Cantillon: BoI rally provides cold comfort to Prem Watsa

Shares in bank are down almost 29 per cent amid concern over its exposure to Brexit

Fairfax Financial Holdings chairman Prem Watsa: Watsa and US billionaire Wilbur Ross were among a group of audacious investors who snapped up a 35 per cent stake in the Bank of Ireland for €1.1 billion in 2011. Photograph: Aaron Harris/Reuters

Fairfax Financial Holdings chairman Prem Watsa: Watsa and US billionaire Wilbur Ross were among a group of audacious investors who snapped up a 35 per cent stake in the Bank of Ireland for €1.1 billion in 2011. Photograph: Aaron Harris/Reuters

 

Bank of Ireland’s 10 per cent rally on Friday is of cold comfort to Prem Watsa, the legendary value investor and head of Fairfax Financial in Toronto.

Shares in the bank, which have been battered in recent weeks amid concern over its exposure to Brexit, are down almost 29 per cent to 24 cents since Canada’s answer to Warren Buffett sold a chunk of the stock in March last year.

Watsa and US billionaire Wilbur Ross were among a group of audacious investors who snapped up a 35 per cent stake in the bank for €1.1 billion in 2011 when it faced the threat of joining the rest of banking system under state control.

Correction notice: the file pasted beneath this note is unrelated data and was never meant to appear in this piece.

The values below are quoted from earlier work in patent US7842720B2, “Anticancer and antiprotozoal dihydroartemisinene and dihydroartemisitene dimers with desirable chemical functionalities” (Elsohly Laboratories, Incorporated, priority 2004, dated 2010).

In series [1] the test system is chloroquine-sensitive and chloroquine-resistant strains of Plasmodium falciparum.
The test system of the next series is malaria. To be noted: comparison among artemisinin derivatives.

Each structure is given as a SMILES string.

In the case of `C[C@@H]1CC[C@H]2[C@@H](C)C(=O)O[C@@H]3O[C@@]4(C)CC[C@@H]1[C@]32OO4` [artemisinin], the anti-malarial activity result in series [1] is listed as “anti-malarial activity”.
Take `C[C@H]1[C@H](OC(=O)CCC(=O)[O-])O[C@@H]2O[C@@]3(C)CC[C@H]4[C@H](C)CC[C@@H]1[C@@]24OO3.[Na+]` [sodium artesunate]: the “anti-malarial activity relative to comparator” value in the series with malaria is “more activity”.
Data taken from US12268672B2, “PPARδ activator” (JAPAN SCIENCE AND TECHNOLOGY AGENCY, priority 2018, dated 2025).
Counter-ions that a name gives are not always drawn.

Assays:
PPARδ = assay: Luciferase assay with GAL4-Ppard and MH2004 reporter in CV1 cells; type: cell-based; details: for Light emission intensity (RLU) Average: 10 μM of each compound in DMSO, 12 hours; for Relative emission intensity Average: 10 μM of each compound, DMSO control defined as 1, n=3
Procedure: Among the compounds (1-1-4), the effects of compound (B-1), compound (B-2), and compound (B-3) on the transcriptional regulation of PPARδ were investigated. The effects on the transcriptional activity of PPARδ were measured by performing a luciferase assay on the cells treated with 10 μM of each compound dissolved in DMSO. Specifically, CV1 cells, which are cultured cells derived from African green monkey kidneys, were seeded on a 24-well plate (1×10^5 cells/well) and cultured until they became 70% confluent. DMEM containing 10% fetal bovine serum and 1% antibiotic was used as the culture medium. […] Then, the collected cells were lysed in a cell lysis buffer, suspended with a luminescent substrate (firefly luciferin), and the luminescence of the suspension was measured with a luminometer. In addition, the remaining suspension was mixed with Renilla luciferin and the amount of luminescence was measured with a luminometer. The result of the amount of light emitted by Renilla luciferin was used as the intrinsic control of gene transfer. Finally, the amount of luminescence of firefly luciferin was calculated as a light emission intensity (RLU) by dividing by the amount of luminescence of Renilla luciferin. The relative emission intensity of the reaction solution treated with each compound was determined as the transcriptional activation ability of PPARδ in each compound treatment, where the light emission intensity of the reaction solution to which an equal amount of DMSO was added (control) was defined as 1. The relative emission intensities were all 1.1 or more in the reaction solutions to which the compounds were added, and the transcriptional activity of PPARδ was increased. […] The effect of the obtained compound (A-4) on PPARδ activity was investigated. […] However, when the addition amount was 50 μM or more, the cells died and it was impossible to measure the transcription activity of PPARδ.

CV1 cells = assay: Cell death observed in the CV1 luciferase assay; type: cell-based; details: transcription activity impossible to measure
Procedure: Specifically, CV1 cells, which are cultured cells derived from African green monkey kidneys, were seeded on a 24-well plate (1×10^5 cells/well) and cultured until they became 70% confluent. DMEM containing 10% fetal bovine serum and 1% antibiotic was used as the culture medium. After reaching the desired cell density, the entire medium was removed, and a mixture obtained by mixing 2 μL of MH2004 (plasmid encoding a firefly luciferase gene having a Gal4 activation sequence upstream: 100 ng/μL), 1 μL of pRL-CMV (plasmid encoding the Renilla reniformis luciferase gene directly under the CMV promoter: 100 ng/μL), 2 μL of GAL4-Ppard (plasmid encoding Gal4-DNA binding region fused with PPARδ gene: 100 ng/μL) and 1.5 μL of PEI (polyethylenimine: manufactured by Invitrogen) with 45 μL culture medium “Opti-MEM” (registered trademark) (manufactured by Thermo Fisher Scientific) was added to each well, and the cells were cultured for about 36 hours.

Fast forward to 2014, and Fairfax and Ross cashed in a third of their chips at almost 33 cents each – more than three times their initial investment.

Chances are, however, that Watsa’s now ruing not joining his pal Ross when the New Yorker went on three months later to flog the remainder of his holding. He netted a total €500 million profit.

Even after selling more stock last year, Watsa retains a 2.4 per cent holding. With polls indicating that the British public could very likely vote to leave the European Union next week, Bank of Ireland is seen as one of the most exposed, with more than 40 per cent of its loan book in the UK.

Even if the UK does pull through, Irish banks are continue to struggle to grow their loan books as households and businesses continue to repay debt at a faster rate than those taking on new borrowings.

The heightened political pressure on lenders in recent months to cut variable mortgage rates hasn’t helped investor sentiment – even if Bank of Ireland chief executive Richie Boucher is showing no signs of budging on that front.

Still, Watsa is probably not alone wallowing in regret.

Minister for Finance Michael Noonan is still holding an almost 14 per cent stake on our behalf.